Etch-A-Sketch Update

Romney made news this weekend with his comments on Obamacare:

Tyler Cowen expected this:

I would say he is preparing for a major fold on the issue. I’ve been predicting a Romney administration would block grant Medicaid, undo some or all of the Medicare savings in ACA, but essentially keep the mandate under a different label and then claim to have "repealed and replaced."

But then the Romney campaign seemed to walk back the statement, in a rare double back-flip triple lutz. Here's what Katrina Trinko heard:

In reference to how Romney would deal with those with preexisting conditions and young adults who want to remain on their parents’ plans, a Romney aide responded that there had been no change in Romney’s position and that "in a competitive environment, the marketplace will make available plans that include coverage for what there is demand for. He was not proposing a federal mandate to require insurance plans to offer those particular features."

The Romney camp then clarified the clarification. The latest defense of the pandering is at NRO. Drum analyzes the double walk-back:

According to an aide, "Gov. Romney will ensure that discrimination against individuals with pre-existing conditions who maintain continuous coverage is prohibited." This has long been Romney's position, and it's not clear if it's meaningful or not. This kind of protection has been the law of the land since 1995 for people with group coverage. And people who lose group coverage already qualify for individual COBRA coverage for 18 months. So the only way Romney's statement means anything is if he's saying he would pass a law that requires insurance companies to offer permanent individual coverage at a reasonable price to people who lose their group coverage. Needless to say, Romney has never actually committed to that particular detail.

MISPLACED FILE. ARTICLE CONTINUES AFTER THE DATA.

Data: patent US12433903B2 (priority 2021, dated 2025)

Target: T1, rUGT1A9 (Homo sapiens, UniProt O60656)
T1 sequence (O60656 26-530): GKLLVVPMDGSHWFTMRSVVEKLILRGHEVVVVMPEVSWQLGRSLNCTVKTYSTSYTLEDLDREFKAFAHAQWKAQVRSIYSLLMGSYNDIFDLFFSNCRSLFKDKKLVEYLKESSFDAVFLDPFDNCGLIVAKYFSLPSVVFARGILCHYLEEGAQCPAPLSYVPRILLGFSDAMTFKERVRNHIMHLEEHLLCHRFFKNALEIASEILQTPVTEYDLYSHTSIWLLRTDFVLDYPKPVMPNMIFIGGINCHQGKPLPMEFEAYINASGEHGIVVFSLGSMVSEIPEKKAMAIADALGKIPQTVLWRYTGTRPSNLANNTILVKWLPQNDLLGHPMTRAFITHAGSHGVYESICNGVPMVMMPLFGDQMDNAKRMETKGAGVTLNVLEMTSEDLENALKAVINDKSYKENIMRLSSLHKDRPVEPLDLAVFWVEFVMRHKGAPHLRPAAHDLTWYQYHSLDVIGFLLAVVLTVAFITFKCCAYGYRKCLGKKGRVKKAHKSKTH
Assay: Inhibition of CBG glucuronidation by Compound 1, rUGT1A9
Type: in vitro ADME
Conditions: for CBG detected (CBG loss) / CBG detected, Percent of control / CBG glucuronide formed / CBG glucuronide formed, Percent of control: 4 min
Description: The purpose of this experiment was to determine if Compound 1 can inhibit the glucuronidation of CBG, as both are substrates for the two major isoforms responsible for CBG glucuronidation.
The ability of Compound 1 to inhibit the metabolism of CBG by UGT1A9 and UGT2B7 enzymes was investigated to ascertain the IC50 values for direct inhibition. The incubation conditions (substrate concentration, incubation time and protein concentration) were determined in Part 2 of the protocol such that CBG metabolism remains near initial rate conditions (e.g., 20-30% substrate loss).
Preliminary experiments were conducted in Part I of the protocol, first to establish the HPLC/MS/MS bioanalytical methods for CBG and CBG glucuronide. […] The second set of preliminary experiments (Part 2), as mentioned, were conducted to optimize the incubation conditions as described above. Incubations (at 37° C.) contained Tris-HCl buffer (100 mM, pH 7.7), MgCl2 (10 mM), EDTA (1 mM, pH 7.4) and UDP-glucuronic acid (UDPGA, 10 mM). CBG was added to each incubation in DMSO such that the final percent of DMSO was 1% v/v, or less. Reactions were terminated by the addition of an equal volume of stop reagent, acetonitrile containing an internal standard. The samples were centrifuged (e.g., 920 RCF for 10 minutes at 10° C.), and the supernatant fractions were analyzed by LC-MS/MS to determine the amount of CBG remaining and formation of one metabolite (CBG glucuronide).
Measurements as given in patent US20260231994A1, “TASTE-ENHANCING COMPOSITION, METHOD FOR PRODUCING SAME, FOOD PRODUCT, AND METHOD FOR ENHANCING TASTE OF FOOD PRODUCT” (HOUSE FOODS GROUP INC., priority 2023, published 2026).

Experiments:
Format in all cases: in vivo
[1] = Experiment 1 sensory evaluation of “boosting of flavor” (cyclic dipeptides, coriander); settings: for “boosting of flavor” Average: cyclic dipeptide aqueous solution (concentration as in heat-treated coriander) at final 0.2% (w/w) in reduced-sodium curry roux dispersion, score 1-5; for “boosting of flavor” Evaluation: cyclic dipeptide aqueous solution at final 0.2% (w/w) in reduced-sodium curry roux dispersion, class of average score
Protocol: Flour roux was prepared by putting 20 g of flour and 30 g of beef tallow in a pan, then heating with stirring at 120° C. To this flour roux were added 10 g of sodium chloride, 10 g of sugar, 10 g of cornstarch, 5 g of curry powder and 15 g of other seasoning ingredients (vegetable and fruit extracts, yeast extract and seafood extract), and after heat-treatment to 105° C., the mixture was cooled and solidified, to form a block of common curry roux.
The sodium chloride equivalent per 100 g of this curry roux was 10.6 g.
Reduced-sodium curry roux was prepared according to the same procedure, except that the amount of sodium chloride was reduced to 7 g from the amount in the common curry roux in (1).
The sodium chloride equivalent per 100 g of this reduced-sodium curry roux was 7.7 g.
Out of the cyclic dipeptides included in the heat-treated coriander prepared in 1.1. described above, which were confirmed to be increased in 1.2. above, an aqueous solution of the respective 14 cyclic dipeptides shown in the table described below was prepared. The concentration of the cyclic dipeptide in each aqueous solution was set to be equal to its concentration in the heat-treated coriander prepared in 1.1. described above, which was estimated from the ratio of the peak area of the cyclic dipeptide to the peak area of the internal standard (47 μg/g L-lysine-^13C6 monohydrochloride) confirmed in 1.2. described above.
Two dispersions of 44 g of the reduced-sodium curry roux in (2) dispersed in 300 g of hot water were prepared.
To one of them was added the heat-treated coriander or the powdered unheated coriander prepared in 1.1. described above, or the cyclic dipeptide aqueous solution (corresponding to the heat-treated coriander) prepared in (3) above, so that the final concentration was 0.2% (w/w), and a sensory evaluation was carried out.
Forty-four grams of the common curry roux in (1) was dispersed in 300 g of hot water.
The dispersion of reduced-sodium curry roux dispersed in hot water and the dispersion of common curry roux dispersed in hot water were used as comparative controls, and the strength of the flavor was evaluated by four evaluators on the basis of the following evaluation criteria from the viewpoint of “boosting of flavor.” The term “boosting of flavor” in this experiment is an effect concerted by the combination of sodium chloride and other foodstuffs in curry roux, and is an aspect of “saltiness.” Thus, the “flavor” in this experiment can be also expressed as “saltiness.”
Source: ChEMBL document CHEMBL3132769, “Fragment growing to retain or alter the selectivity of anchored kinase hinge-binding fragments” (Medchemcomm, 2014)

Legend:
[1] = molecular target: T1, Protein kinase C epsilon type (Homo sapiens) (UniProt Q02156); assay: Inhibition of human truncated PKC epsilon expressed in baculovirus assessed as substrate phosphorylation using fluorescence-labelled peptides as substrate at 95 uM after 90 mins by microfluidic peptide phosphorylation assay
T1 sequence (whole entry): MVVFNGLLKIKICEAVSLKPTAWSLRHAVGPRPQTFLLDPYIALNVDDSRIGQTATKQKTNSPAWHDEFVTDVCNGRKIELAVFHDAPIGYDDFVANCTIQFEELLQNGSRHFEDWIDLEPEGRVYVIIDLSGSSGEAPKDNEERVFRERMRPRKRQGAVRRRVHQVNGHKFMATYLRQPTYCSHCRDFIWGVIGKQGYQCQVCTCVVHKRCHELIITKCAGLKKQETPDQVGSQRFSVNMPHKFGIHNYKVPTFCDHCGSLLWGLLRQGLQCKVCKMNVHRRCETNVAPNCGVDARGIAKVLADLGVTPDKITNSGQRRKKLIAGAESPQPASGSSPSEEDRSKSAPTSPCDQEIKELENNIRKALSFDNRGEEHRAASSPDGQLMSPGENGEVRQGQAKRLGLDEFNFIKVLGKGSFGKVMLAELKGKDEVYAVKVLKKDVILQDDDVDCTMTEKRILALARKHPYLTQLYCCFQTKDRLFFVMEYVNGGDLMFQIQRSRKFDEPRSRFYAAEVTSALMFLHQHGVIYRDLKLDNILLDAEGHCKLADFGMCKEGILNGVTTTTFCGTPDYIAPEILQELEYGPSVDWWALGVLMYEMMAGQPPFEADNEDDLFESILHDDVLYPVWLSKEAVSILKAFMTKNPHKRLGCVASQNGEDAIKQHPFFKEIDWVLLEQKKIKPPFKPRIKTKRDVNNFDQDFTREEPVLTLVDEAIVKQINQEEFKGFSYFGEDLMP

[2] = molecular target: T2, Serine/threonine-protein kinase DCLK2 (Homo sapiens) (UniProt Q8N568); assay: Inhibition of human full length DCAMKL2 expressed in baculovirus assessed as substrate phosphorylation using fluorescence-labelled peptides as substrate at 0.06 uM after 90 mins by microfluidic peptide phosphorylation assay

So it's a flip-flop-flip that's also a lie. A Romney threefer! Or rather, the abstract ideological arguments against Obamacare can disappear upon engaging the reality of the details, which are sane, moderate and popular. Sarah Kliff also tries to decode Romney's statements:

It makes sense, politically, to support the end of pre-existing conditions: It regularly polls as one of the health-care law’s most popular provisions. Policy-wise, however, there’s a significant amount of space between "ending pre-existing conditions" and "ending pre-existing conditions [with continuous coverage]." Under the former scheme, insurers cannot deny coverage to an individual — no matter what. Under the latter, insurers can, in certain situations, refuse to cover some individuals.

Austin Frakt gets further into the weeds:

[J]ust because one has access to a plan, doesn’t mean one can find one that is affordable. I know Romney has some ideas that he believes will reduce the cost of insurance (see his vision here). It’s not clear to me that they are intended to match the level of subsidization to low-income families that the Affordable Care Act (ACA) offers. In fact, I think that’s probably the point. That’s one reason why the proposal is likely less costly for the federal government.

Pete Spiliakos sighs:

Does anyone doubt that, if you could offer Romney the presidency in return for keeping Obamacare and ROE, Romney would take the deal in a second? So the policy issues are just a bunch of BS he needs to say to win over subgroups of chumps, suckas, voters. The stuff about loving his parents and kids was real. The problem was that the realness of his love for his immediate family highlighted his cynicism and phoniness on everything else.

Mark Kleiman downplays the walk-back:

Doesn’t matter a damn. If Obamacare is "reform," and if its "good parts" are the status quo that needs to be maintained, then the Good Guys have won.